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Vermonters’ concerns should be heard

By Mark Shepard

posted October 6, 2006

Gov. Jim Douglas should be thanked for writing to the chairman of the U.S. House Committee on Resources, advocating that those Vermonters most affected by wilderness expansion be afforded an opportunity to testify in Washington.

By contrast, I find it appalling that Sens. Patrick Leahy and Jim Jeffords and Rep. Bernie Sanders, as representatives of Vermonters, object to Vermonters testifying before congressional committees on this topic. The most important responsibility a legislator has is to guarantee that the people he or she represents have a voice in the making of public policy.

While it is true that every person has a right to weigh in on national forests issues, our “Vermont” members of Congress are elected by “Vermonters” to represent “Vermonters,” not people and special interest groups beyond our borders. This is why we call them “our representatives.”

As a state legislator, I cannot imagine obstructing a constituent testifying in Montpelier, yet this is exactly how our three members of Congress responded, and their actions are wrong. Vermonters deserve an apology from Leahy, Jeffords, and Sanders followed by real action that ensures Vermonters have an opportunity to testify in Washington.

In 2004, I worked with several Vermonters to draft a resolution laying out the benefits of a managed forest with public access, as opposed to forever locking up these lands with the wilderness designation. The resolution called for no more wilderness and passed the Vermont House — the body closest to the people — 86 to 56, with bi-partisan support.

My hope was that this resolution would help clarify the negative aspects of more wilderness, and also send a message to our Washington delegation expressing exactly how much opposition there is in Vermont to expanding wilderness. Unfortunately, as far as our congressional delegation goes, the resolution seems to have fallen on deaf ears.

While there are many reasons not to expand wilderness, a major reason actually coincides well with one of the points in your editorial — to attract tourists. As stated in the resolution, U.S.D.A. surveys indicate that of the 3.5 million annual recreational site visits to the Green Mountain and Finger Lakes National Forests, only about 1.4 percent occur within designated federal wilderness boundaries, and these visits to federal wilderness average only 13.7 hours in duration.”

In other words, lands designated as wilderness do not attract visitors, and there are reasons why: The exclusion of motorized vehicles makes the lands off limits to anyone who is unable to hike long distances. This would include handicapped people as well as most of our senior population and families with young children.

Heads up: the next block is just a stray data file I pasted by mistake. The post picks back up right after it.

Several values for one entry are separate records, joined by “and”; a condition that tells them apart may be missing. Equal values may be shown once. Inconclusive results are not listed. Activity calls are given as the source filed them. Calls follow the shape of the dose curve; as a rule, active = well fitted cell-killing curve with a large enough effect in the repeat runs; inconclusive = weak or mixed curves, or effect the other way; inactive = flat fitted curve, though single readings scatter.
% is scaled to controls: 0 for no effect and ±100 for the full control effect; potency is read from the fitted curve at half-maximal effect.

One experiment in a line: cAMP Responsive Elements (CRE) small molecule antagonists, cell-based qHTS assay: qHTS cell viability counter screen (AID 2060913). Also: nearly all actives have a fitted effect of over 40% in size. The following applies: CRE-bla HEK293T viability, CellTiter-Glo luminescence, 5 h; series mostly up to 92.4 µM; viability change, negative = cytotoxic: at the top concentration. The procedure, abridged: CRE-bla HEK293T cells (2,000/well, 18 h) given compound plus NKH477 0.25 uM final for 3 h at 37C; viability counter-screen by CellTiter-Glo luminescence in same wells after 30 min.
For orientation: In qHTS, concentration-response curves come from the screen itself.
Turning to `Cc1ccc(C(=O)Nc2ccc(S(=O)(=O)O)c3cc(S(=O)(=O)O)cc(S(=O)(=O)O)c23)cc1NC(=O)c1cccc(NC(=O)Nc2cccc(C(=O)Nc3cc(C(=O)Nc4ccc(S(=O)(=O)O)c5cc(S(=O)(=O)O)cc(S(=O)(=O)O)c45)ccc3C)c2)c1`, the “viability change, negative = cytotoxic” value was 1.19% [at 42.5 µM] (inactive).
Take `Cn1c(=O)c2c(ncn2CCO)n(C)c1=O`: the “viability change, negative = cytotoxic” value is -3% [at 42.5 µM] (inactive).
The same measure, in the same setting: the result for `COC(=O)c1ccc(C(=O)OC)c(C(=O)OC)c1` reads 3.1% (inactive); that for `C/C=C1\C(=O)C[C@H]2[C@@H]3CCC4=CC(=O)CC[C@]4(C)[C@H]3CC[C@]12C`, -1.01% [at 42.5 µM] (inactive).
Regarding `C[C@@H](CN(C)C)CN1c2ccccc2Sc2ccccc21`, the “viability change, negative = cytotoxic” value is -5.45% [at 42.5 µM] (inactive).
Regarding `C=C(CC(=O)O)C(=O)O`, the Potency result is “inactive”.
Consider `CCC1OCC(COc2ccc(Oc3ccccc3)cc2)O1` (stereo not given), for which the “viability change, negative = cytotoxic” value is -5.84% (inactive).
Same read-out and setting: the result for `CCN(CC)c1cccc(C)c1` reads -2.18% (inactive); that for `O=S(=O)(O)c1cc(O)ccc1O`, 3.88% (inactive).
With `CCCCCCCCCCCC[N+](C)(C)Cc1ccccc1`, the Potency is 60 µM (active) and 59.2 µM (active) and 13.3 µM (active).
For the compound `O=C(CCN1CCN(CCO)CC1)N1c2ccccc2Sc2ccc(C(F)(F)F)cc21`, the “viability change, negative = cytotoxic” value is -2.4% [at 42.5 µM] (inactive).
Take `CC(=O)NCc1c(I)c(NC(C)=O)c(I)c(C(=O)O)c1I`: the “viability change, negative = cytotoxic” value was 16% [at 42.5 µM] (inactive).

Yet, when you consider the vast number of visits to the non-wilderness areas, it is clear that these lands are very attractive. However, reasonable access is necessary for most people to enjoy and appreciate these lands. Wilderness does not allow such access.

It’s not only people who are no longer welcomed on lands designated as federal wilderness, but many animal species are forced out as well. A well-managed sustainable forestry program not only makes wise use of our renewable resources, it also is required for habitat for many animal species, such as deer, bear, and many bird types.

While the recent compromise proposal — reducing the wilderness in Glastenbury to what the U.S. Forest Service recommended — is a step in the right direction, it completely misses the most critical concern the governor raised — ensuring that the process in Washington does not overrun the citizens of Vermont.

I am sympathetic to the governor’s position of trying to help those Vermonters for whom expanding wilderness will put their livelihood and way of life at great risk, while at the same time not risking his good working relationship with our federal delegation.

However, this legislation should not move forward the until the appeals filed by three Vermont-based organizations are settled followed by giving Vermonters from the towns that have officially opposed more wilderness an opportunity to testify in Washington, as Gov. Douglas expressed. The members of the U.S. House Resource Committee need to understand the full story in Vermont.

I encourage Vermonters to read resolution JRH.52 (at, 2003-2004 session), understand what is at stake, and do all we can to make sure those we send to Washington advocate for every Vermonter to be heard in Washington.

Mark Shepard is a Republican state senator who represents Bennington County and the town of Wilmington.